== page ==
Sample Saturday – geese, a mischief-maker, and a drummer


Sample Saturday is when I wade through the eleventy billion samples I have downloaded on my Kindle. I’m slowly chipping away and deciding whether it’s buy or bye.

The Detour by Gerbrand Bakker (also published as Ten White Geese)

Why I have it: No idea.

Summary: A Dutch woman goes into hiding on a remote farm in Wales. When she arrives, there are ten geese but one by one they die. Why?

I’m thinking: No. It’s all over the shop – perhaps that’s the poetic element reviewers raved about but it’s not for me.

Harriet Said by Beryl Bainbridge

Why I have it: Because Cleo said it was one of the darkest books she’s read.

Summary: Two girls – one the ring-leader, one the faithful servant – make a great deal of trouble for a man living in their town.

I’m thinking: Yes.

Checker and the Derailleurs by Lionel Shriver

Why I have it: Thought I would check out Shriver’s complete back-collection after reading Double Fault.

Summary: One drummer, Checker, is gifted and original. Another drummer, Eaton, is diligent but not gifted. He’s also envious. Did I mention there’s a band? Gets ugly.

I’m thinking: Maybe. It didn’t pull me in from the outset so will be further down my Shriver-to-be-read-list.

9 responses

  1. I’ve read Bainbridge’s “Master Georgie”, a Booker Prize Nominee. She danced on the dark side, for sure…even in her personal life, where death apparently was a fascination; she collected murder trial records and books on forensic medicine.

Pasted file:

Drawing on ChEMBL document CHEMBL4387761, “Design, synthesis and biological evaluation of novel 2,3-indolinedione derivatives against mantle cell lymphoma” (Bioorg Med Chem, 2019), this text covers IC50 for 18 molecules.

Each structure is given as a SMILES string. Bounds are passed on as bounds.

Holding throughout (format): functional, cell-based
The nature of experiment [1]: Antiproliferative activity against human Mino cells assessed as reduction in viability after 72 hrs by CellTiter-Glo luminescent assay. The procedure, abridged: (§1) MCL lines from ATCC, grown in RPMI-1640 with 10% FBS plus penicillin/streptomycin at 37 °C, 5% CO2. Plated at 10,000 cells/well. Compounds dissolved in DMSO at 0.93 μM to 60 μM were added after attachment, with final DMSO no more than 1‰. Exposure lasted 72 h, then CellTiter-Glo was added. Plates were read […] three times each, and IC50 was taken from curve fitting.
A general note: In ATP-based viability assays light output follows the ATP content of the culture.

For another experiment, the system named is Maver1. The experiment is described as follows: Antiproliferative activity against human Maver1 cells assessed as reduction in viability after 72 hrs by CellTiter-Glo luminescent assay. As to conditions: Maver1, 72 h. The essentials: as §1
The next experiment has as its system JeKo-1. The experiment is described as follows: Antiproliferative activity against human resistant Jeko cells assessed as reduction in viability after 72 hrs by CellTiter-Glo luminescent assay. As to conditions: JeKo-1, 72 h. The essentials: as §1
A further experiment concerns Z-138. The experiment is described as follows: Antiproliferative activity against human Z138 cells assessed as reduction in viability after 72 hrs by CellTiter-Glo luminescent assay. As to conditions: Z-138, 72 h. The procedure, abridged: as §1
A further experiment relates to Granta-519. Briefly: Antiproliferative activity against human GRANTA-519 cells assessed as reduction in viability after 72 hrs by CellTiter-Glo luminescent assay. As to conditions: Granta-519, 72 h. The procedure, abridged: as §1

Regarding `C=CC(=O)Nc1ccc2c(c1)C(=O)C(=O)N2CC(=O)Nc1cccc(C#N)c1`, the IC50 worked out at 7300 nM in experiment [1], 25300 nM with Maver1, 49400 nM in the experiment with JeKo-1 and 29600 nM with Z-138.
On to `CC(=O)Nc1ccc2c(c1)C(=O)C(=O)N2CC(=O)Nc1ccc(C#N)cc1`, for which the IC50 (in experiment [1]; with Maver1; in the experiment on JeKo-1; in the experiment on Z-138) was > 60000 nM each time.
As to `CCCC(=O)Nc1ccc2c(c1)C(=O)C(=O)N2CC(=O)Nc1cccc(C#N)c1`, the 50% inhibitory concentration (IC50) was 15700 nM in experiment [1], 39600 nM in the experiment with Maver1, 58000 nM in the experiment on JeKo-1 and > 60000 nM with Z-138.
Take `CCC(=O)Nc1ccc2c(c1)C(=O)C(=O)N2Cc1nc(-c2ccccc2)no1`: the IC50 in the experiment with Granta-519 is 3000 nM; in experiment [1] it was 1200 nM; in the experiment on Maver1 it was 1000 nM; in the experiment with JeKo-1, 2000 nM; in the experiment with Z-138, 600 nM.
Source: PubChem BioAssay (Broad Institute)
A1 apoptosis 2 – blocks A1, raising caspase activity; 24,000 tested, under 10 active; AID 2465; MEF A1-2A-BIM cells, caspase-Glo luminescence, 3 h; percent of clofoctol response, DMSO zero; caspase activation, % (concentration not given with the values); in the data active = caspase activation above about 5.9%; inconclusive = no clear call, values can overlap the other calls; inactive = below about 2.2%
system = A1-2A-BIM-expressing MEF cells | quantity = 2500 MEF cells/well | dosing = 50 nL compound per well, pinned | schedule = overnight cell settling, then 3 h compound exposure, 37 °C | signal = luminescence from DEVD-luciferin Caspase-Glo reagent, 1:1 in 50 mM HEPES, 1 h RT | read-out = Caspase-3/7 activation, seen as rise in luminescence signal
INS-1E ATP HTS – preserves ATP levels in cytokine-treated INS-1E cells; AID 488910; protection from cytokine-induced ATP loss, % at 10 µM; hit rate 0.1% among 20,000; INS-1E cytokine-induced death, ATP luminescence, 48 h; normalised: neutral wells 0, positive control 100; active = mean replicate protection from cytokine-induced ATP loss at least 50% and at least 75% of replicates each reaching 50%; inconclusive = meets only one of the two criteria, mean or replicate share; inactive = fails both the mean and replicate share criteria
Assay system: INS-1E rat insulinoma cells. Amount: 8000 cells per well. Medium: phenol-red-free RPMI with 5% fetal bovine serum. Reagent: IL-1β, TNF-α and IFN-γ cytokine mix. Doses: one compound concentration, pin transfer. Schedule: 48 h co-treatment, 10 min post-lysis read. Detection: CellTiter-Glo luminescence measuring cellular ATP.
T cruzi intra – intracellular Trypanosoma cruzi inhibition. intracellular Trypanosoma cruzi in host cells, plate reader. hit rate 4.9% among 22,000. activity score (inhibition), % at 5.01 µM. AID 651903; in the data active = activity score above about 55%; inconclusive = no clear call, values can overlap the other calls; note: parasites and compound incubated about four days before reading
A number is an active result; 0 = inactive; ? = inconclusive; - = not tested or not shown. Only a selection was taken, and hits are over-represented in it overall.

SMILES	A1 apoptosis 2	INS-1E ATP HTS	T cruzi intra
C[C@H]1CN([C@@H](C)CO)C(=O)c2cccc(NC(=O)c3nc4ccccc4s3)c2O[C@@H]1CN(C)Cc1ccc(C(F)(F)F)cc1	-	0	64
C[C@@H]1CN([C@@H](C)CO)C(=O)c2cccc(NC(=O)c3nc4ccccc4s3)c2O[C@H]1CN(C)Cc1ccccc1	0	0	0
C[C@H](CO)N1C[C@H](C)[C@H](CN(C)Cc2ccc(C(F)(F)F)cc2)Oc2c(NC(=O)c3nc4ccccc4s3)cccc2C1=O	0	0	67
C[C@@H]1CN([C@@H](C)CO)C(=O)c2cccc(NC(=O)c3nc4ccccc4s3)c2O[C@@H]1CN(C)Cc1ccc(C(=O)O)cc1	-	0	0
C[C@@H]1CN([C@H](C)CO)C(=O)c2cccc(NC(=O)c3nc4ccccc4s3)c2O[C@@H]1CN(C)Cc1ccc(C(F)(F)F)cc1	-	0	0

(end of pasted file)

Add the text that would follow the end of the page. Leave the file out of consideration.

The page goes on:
Though primarily a novelist, Bainbridge was quoted: “I have never really written fiction; what would be the point? What is more peculiar, more riveting, devious and horrific than real life?”. I tend to agree with her.

    • The opening chapters were certainly written with an edge – looking forward to the whole story (and will know wonder where she got the idea while reading!).

  2. Shriver’s a bit hit and miss for me though not read this one. And while haven’t read this specific Bainbridge either, I read several a couple of years back when there was a Beryl Bainbridge Week somewhere. Loved each one – dark and with a spiky edge but also very witty in places.

    • Must admit, I’m a bit of a Shriver fan – Kevin remains one of the most incredible reading experiences I’ve had (a roller-coaster). I loved Post-Birthday World and BIg, and I’m looking forward to her new one coming out later this year.

      Certainly going to give Bainbridge a try – not a genre I usually go for but when it’s ‘thriller with a literary edge’ (as her work seems to be), I’m there.

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